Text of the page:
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Some much needed advice..

Posted by xgreen23 none (My Page) on
Wed, Sep 5, 12 at 14:50

Hello All!

I recently bought a house in CT that needs lots of gardening help- some areas were beautifully done and some beds were completely overgrown when I moved in. Since everything is a bit overwhelming for a woman that has zero gardening experience, I've decided to focus first on just one bed. I'm looking for any advice I can get on how to best bring life to this area...Basically, it's a spot between the driveway and the mudroom entrance that will be seen quite often from many angles. It gets ( about 80% of this area) full sun and the soil is fairly rocky.

A few weekends back, I spent quite a while pulling out weeds and what was left was a combination of mostly ferns and hostas ( which really should be transplanted because they are not doing well here in the sun) and probrably some other combination of weeds/ plants that I'm unsure of. I did plant some flowers that were given to me as a housewarming gift( which, again, I have no idea what they were) which seemed to take decently well. I also, just yesterday, bought two drawf butterfly bushes and a knock out rose that I'm waiting to plant...

I'm looking for advice as to what would work well together in this spot and how to best arrange things


Follow-Up Postings:

RE: Some much needed advice..

Can you take a larger view photo and post that as well? It may help to see the whole landscape, even though you will be working on just this one bed for now.

RE: Some much needed advice..

Everything there looks like it will die back in winter. How about adding a nice-size evergreen in the center of the bed -- one of the smaller rhodies or a grouping of short arborvitaes? Or some such. Sorry -- shrubs are not my are of expertise!

RE: Some much needed advice..

I can't quite judge the size, so more photos would help. But it seems like a small flowering tree (not necessarily exactly centered since the shape looks a bit informal) that doesn't get too large might be nice. Perhaps a Laburnum (Golden Chain) or something of similar size....perhaps a nice Japanese maple. Around it, some small evergreen shrubs, like dwarf boxwood or holly or one of the many dwarf conifers. I'd say something less than 3 feet at maturity. You could mix conifers and the broadleaf evergreens, along with various leaf color, variegation and leaf shapes. This would make it interesting all year. Then along the outer areas and edges, you could use some good old standby and reliable perennials, such as daylilies, irises, and so forth. Plant a few spring bulbs among the perennials and you have something that is attractive and interesting all year long.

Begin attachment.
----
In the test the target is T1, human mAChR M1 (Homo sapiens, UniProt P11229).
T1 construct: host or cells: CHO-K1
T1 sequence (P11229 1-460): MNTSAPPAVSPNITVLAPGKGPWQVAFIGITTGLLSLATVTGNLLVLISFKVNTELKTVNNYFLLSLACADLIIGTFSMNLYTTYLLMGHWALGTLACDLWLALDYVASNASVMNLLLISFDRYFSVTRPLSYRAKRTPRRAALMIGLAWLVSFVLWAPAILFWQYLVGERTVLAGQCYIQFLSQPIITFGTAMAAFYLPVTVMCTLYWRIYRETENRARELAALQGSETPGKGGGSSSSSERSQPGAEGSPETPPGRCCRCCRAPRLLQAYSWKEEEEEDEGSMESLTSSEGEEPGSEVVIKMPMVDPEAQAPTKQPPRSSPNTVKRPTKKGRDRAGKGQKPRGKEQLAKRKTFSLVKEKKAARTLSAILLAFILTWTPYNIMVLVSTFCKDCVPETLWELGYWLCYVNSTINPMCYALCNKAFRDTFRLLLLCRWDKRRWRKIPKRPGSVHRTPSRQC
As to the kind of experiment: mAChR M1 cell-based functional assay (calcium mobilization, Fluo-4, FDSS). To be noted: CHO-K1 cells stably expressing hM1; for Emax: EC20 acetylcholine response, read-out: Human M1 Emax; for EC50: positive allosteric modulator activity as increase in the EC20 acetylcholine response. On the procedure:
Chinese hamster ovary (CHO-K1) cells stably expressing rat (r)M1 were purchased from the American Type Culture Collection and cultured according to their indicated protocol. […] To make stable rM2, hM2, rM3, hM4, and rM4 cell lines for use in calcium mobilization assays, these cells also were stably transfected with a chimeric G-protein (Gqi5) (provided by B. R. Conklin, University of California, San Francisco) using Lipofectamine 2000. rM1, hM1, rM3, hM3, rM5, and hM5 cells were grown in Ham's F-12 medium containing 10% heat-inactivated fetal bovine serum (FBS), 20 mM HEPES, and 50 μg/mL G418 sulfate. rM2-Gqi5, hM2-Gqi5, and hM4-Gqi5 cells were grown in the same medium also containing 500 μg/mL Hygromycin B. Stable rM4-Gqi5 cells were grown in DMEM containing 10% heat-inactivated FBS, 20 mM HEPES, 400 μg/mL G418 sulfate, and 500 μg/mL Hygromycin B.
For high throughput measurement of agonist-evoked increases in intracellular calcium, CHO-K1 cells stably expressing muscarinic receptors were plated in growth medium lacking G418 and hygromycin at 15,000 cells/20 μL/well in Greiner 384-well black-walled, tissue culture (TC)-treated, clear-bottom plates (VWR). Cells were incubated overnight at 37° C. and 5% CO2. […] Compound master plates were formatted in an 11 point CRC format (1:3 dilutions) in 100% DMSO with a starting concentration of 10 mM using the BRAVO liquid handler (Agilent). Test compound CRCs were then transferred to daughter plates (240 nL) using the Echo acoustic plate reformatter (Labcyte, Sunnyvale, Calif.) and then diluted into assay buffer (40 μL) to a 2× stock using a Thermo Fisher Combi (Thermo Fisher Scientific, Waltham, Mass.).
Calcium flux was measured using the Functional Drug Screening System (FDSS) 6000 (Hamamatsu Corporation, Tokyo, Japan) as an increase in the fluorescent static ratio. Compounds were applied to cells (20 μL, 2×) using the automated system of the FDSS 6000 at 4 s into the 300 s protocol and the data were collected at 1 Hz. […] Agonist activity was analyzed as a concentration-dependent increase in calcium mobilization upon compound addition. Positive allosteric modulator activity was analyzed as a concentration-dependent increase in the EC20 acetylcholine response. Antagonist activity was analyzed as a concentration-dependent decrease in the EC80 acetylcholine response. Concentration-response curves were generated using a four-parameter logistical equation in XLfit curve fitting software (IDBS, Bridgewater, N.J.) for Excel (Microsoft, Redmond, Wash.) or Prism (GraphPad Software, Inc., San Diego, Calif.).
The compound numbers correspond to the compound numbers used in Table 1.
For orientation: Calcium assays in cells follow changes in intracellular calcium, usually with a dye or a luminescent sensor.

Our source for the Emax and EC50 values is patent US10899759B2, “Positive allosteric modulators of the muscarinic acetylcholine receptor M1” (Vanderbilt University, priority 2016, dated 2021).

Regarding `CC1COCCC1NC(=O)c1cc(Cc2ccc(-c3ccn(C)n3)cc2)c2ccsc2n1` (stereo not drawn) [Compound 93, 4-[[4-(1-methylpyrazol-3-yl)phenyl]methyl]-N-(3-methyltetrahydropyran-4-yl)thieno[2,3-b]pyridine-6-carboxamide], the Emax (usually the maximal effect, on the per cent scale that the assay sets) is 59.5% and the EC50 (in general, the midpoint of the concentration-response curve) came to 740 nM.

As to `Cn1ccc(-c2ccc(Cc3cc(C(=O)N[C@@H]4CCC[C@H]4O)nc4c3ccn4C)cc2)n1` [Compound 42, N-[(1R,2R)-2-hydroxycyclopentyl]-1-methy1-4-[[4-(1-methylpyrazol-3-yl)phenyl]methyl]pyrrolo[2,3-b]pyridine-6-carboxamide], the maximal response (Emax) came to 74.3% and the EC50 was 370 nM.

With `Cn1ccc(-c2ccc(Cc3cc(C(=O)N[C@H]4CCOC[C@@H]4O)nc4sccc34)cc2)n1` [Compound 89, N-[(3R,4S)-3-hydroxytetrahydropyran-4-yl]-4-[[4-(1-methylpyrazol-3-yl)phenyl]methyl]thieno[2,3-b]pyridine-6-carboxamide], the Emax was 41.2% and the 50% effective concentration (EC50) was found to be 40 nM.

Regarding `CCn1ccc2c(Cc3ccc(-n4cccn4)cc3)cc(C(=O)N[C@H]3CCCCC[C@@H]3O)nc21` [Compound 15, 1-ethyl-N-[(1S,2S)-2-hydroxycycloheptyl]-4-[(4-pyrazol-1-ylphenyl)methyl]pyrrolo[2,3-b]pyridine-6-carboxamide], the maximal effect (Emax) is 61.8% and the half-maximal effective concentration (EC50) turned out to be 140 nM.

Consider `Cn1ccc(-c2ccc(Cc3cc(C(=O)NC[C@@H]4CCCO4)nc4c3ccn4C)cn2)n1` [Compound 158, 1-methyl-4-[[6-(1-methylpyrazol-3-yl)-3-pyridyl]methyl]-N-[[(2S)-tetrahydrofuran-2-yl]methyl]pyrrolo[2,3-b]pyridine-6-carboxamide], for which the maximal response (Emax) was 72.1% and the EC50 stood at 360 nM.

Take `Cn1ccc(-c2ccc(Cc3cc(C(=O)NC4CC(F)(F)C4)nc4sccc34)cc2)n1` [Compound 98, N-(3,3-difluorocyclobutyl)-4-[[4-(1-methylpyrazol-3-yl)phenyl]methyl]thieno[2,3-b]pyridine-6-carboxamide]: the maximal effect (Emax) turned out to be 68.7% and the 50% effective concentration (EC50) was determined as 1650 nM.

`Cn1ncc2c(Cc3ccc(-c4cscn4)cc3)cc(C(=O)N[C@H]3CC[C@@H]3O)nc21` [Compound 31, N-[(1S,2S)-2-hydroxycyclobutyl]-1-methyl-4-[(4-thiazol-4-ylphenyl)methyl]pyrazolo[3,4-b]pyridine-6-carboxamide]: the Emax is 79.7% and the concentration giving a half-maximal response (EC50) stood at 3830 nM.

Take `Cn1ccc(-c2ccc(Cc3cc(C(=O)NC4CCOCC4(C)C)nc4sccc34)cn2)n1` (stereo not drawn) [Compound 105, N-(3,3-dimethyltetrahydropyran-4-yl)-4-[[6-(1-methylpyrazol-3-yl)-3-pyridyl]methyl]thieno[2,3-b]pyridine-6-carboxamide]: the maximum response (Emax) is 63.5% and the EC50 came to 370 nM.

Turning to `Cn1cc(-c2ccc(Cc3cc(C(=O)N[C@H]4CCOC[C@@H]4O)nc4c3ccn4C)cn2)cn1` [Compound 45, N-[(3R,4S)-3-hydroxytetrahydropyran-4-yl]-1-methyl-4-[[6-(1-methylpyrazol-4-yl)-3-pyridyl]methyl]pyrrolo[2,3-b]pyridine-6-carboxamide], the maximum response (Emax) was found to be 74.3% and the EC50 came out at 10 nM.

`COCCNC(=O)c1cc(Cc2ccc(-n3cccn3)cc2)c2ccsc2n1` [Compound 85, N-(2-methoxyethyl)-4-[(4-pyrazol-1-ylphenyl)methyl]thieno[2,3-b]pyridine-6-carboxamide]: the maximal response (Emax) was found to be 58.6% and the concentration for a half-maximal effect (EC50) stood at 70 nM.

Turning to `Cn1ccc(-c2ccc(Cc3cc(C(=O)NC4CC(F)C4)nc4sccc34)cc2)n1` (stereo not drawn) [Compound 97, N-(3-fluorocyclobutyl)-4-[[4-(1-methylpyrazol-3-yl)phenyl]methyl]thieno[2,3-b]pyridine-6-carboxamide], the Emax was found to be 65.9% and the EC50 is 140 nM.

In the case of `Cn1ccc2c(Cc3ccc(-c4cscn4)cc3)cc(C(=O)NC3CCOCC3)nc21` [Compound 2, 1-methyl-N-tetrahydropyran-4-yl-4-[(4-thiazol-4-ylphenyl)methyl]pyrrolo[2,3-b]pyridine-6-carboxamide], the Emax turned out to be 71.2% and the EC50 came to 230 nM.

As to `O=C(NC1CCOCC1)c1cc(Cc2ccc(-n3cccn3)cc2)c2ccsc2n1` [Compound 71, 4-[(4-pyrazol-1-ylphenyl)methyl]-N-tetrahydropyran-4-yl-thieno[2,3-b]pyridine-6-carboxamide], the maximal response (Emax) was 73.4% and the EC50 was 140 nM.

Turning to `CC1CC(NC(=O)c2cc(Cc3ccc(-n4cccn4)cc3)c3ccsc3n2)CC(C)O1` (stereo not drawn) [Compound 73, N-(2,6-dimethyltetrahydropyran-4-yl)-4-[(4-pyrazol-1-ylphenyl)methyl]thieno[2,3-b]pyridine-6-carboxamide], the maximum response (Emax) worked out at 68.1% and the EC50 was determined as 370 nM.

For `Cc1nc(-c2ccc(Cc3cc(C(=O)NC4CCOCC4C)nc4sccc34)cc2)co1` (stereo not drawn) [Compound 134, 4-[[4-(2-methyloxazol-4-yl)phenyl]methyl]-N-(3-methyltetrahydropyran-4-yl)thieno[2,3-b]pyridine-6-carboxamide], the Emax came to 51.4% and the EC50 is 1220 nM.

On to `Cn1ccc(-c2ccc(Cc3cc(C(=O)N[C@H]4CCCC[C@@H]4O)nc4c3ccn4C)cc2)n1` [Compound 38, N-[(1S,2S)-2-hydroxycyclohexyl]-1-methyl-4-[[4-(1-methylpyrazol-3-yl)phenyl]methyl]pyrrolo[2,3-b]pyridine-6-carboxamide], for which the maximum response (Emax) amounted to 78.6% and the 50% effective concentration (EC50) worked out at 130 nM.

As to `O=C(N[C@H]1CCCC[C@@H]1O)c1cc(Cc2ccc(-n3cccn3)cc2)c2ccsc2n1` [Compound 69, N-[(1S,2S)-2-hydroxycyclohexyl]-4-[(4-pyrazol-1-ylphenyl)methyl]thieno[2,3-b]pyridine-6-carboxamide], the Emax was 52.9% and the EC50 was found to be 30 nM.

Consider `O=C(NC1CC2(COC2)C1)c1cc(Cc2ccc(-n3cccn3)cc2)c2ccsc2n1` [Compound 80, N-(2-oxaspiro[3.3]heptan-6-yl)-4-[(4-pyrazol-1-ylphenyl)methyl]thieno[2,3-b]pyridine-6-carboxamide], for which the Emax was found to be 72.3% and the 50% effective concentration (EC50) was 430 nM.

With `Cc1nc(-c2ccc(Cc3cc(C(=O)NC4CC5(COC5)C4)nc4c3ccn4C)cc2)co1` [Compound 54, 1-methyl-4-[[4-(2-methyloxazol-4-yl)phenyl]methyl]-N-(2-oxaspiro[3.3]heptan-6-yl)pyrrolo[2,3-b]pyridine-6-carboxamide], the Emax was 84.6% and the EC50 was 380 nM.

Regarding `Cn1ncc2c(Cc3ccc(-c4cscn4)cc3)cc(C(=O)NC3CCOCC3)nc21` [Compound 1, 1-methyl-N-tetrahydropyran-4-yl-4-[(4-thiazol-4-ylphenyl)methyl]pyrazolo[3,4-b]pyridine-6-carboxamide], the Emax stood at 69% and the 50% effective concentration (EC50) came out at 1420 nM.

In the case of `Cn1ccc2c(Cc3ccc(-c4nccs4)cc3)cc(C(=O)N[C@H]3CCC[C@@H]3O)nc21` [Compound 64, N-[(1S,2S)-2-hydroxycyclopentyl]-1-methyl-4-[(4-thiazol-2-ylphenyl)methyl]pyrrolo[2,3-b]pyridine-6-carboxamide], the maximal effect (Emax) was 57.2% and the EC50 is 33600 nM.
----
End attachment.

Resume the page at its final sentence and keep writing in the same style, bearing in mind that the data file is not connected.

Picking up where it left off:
Just my two cents. Good luck with whatever you decide.


RE: Some much needed advice..

Here's another shot I have off the area ( looking towards the neighbors yard)

RE: Some much needed advice..

And here's a pic of the front of the house.
We're a corner lot,so the property is a little difficult to describe.. In this picture though, the driveway and the bed that I'm looking for help with, is to the left.

Thanks again!

RE: Some much needed advice..

It looks like there is a line of rocks and then about 4' more? Can you expand into that space? Expanding would open up lots of opportunity for what Bill was talking about with a nice, smaller tree, some evergreens and perennials and bulbs. There are so many nice shrub roses that bloom all season long. If you gave yourself some extra space you could plant some multiples and really make a nice statement.

Very cute house and what a nice yard for many more gardens!!

RE: Some much needed advice..

So when *exactly* is this sun of which you speak? I see lots and lots of shade producing trees, a shade producing house, and a picture of the bed in total shade.